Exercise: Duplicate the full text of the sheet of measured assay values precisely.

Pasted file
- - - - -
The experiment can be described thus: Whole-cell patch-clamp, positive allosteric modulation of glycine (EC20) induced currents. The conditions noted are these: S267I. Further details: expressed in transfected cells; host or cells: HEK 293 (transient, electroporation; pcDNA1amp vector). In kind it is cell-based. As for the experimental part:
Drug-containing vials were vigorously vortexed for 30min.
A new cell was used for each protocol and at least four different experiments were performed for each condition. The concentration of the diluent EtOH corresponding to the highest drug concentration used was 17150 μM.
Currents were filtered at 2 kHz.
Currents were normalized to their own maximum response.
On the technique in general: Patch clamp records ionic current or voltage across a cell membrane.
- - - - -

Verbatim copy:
The experiment can be described thus: Whole-cell patch-clamp, positive allosteric modulation of glycine (EC20) induced currents. The conditions noted are these: S267I. Further details: expressed in transfected cells; host or cells: HEK 293 (transient, electroporation; pcDNA1amp vector). In kind it is cell-based. As for the experimental part:
Drug-containing vials were vigorously vortexed for 30min.
A new cell was used for each protocol and at least four different experiments were performed for each condition. The concentration of the diluent EtOH corresponding to the highest drug concentration used was 17150 μM.
Currents were filtered at 2 kHz.
Currents were normalized to their own maximum response.
On the technique in general: Patch clamp records ionic current or voltage across a cell membrane.